A mallard duck made her nest just under my office window aside our delphiniums. She sat patiently for a month. We only saw her move to adjust her position. Each day I would stop and look. Not wanting to disturb this diligent mother hen I didn’t dare get too close or even stake the tall flowers. Just when we were most concerned that her work was for naught, I noticed a broken egg shell. When I bent down to take a closer peek before beginning my morning walk, she hissed at me to let me know that major work was afoot.
An hour later, she was still sitting. Two hours later, she was gone. Yet, a just-hatched duckling looking very wet and bedraggled was still in the nest. A few hours later the adorable duckling was dry and fluffy and chirping, though still without its mother. And no mother returned.
Long story short, we rescued this sweet duckling and it now lives close by on “The Lucky Duck Ranch” with other ducks, chickens and geese and a year-round creek and a 7-year old girl as its guardian. This lucky duckling is eating food, drinking water and gaining strength daily. May its life be rich and continue to touch hearts—as it truly touched ours.
“I am President of the United States and I am not going to eat anymore broccoli.” President George H. W. Bush
When people tried to convince the President of broccoli’s exemplary nutritional benefits and role in disease prevention, the President responded that all this just gave proof to his insistence that “broccoli tastes like medicine.”
Makes me wonder if he ever tried freshly picked broccoli. For me, the taste and texture and color are all fabulous. Sometimes I make a meal of just blanched or steamed broccoli dressed in a favorite salad dressing or Spicy Peanut Sauce—flavorful, satisfying and healthy. By the way, Spicy Peanut Sauce also makes a great dressing for Jade Salad.
My kind of pasta salad
I’ve been waiting for broccoli to show up at our farmers’ market. It did just last week, beautifully green and tender. Along with the broccoli, fresh snow peas and sugar snap peas have also arrived—the perfect time to prepare and enjoy Jade Salad. I created this salad about a dozen years ago while chef at a local natural foods deli. Then just last year I added soba noodles to the mix—this is my kind of pasta salad.
For those of you following my blog for awhile, you know I love these brown Japanese buckwheat noodles. They go wonderfully with this Asian inspired dressing—so smooth and never starchy, they easily take on the flavor of the dressing and provide a color and textural contrast to the vegetables.
Here are some other recipes you might enjoy that feature soba noodles:
- Mint & Scallion Soba Noodle Salad w/ Cucumber, Carrot & Green Bean Threads
- Creamy Miso Soup w/Veggies, Greens & Soba Noodles — Home Version
- Miso Soup with Vegetables and Soba Noodles – Camping Version
Jade Salad can easily be prepared with or without Soba Noodles. Either way this is a gorgeous and great-tasting salad. For Jade Salad without sobas, reduce the dressing ingredients by half and proceed through Step 5 below. Stir in the toasted sesame seeds just before serving.
Yield: 4 servings as an entrée, 6+ servings as a side salad
12 cups broccoli florets and julienne stems (2–2½ pounds broccoli )
1½ cups snow peas
2 cups sugar snap peas
2/3 cup very thinly sliced scallions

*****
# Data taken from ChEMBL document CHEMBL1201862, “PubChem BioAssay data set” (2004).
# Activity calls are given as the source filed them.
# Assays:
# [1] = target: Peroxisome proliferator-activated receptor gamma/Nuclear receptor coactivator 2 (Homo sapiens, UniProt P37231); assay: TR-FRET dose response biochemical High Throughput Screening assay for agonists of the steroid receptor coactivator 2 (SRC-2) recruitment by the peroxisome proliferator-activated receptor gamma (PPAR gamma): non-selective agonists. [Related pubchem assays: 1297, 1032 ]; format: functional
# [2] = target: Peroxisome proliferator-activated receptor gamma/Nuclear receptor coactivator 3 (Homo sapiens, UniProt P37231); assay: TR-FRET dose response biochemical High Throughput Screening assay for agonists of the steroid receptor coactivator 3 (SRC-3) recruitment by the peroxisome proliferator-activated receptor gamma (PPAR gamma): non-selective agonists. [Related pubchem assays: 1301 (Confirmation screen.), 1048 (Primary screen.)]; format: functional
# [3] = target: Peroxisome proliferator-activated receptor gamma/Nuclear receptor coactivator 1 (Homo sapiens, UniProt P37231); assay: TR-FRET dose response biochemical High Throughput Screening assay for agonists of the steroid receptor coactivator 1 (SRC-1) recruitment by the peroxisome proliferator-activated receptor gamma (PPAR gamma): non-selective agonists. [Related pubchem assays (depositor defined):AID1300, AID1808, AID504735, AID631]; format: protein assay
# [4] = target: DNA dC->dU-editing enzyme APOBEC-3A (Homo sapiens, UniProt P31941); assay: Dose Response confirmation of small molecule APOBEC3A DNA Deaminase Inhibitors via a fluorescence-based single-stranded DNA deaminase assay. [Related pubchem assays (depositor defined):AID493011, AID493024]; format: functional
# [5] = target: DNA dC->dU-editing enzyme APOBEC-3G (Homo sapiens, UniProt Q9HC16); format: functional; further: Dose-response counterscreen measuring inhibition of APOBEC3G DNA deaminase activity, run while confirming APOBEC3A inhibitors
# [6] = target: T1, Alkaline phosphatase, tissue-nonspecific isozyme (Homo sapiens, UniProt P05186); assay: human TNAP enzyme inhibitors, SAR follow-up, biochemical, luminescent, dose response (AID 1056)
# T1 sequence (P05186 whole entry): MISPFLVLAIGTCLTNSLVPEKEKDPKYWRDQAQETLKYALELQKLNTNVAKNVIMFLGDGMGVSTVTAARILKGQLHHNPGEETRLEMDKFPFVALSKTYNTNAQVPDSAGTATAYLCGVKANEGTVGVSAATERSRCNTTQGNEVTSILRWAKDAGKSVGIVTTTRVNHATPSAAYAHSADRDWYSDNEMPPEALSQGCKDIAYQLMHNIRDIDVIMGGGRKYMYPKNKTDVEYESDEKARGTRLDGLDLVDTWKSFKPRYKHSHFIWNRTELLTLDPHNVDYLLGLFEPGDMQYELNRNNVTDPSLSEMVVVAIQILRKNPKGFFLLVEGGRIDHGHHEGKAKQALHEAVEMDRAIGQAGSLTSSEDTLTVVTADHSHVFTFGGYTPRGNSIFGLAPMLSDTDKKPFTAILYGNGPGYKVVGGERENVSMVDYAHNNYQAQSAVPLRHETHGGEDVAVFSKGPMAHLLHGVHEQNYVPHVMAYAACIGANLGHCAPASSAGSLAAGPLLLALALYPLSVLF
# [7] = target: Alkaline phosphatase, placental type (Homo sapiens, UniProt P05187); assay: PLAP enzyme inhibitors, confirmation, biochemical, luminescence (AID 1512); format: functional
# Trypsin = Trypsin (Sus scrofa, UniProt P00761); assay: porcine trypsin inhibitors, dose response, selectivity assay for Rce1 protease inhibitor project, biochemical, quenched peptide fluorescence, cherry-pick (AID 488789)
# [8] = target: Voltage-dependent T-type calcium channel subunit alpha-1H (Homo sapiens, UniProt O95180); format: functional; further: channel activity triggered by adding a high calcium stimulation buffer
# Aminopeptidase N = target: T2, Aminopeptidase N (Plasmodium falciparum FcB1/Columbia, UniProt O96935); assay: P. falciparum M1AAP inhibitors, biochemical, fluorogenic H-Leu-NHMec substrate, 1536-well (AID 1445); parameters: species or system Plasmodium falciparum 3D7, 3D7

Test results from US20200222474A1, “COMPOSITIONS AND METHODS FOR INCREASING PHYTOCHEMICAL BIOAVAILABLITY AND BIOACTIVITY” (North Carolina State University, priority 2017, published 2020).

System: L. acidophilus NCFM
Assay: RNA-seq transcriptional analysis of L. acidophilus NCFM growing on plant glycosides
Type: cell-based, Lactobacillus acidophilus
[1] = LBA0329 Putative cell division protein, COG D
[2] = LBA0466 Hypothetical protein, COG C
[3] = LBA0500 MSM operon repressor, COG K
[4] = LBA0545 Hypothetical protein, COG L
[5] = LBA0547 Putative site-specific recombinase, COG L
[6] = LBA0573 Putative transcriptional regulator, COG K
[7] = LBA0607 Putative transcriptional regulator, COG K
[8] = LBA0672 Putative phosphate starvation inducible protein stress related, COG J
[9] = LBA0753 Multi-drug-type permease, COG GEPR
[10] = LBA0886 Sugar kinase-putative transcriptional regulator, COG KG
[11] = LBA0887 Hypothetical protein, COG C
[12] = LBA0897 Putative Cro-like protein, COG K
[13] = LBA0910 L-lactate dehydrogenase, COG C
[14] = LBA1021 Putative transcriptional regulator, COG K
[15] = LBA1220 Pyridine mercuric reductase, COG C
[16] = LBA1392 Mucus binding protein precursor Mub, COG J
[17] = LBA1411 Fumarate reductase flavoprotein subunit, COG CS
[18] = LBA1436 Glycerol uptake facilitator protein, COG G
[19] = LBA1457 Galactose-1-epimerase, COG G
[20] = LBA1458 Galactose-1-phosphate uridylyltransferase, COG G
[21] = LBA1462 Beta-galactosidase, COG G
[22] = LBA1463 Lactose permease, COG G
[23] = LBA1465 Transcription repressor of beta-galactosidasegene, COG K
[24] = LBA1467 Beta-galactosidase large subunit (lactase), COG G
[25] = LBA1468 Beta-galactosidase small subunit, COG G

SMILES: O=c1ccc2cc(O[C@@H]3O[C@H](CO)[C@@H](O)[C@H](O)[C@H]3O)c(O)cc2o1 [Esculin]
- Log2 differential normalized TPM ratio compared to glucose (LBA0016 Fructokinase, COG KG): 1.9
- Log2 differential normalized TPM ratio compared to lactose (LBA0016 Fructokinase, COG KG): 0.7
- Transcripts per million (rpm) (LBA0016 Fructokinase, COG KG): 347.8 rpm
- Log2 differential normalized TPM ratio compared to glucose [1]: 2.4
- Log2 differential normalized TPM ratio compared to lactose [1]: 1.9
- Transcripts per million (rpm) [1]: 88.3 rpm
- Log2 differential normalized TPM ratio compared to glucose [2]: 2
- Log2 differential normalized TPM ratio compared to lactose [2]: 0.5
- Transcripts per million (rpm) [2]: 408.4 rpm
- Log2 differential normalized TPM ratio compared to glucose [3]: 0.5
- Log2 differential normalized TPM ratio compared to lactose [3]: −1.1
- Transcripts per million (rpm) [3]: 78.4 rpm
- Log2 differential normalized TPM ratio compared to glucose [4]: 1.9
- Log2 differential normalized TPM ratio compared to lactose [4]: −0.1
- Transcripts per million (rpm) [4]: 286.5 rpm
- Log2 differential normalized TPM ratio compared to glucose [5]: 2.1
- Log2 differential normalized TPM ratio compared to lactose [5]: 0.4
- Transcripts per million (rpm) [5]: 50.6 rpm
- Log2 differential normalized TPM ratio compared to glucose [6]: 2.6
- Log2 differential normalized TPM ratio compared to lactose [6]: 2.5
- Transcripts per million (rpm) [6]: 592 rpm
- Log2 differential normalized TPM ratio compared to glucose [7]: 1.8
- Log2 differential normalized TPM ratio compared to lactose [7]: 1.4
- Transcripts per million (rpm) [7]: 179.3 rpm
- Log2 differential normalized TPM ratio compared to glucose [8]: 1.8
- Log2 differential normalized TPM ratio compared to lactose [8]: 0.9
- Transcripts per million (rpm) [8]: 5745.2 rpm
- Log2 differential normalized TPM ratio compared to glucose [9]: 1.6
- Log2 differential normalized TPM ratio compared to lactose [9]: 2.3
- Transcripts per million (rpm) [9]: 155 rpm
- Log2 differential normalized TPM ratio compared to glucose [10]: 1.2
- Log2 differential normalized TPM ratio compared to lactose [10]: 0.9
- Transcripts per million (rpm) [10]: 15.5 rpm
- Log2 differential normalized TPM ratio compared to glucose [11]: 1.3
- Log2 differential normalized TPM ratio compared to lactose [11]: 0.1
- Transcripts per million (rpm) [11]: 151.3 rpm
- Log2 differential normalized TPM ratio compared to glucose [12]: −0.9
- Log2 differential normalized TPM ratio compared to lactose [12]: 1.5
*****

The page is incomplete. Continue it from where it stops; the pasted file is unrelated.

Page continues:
2 tablespoon sesame seeds, toasted
4 tablespoons soy sauce
4 tablespoons “lite” seasoned rice vinegar
4 tablespoons toasted sesame oil
8 ounces soba noodles (Japanese buckwheat noodles), cooked according to package directions
1 cup corn (fresh or frozen)
1 cup frozen peas
½ cup coarsely chopped cilantro
- Bring a large pot of water with a pinch of salt to a boil. Meanwhile, wash the broccoli and cut it into medium-sized florets of approximately equal size. Peel the stems and cut them lengthwise into quarters about 1¼ inches in length. All together you should have about 12 cups of florets and stems.
- Remove and discard the stem and the strings from both the snow peas and the sugar snap peas; set aside. Wash the scallions and very thinly slice both the white and green parts; set aside.
- In a small sauté pan, toast the sesame seeds over moderate heat. Once toasted, immediately remove them from the pan and onto a plate.
- Blanch the broccoli by placing it into the rapidly boiling water. Once the water returns to a full boil, count slowly to 15. Use a slotted spoon or small strainer to remove the broccoli as quickly as possible to a bowl of ice water to stop the cooking and set the color. Remove the broccoli from the cold water to a colander to drain. Next blanch the snow and snap peas in the same rapidly boiling water. As soon as the water returns to boil, remove the peas and place them in ice water. When the peas are cool, drain them well.
- Place the broccoli and snap and snow peas in a large bowl. Add the scallions and the soy sauce, seasoned rice vinegar and toasted sesame oil. Toss all together and let the salad marinate at room temperature for at least a half hour, tossing occasionally. (For a Jade Salad without sobas, stir in the toasted sesame seeds and serve.)
- Cook the soba noodles in lightly salted, boiling water according to the package directions. Place the corn and the peas in the bottom of your colander. As soon as the sobas are perfectly cooked, pour them into the colander over the peas and corn.
- When well-drained, toss in the noodles, corn and peas with the broccoli mixture along with the cilantro.Let the salad sit at least 15 minutes before serving so the noodles absorb the dressing. You can also prepare this salad up to four hours in advance.
- Serve the salad chilled or at room temperature. Toss with the sesame seeds just before serving.
Click Jade Salad for a printable version of this recipe without images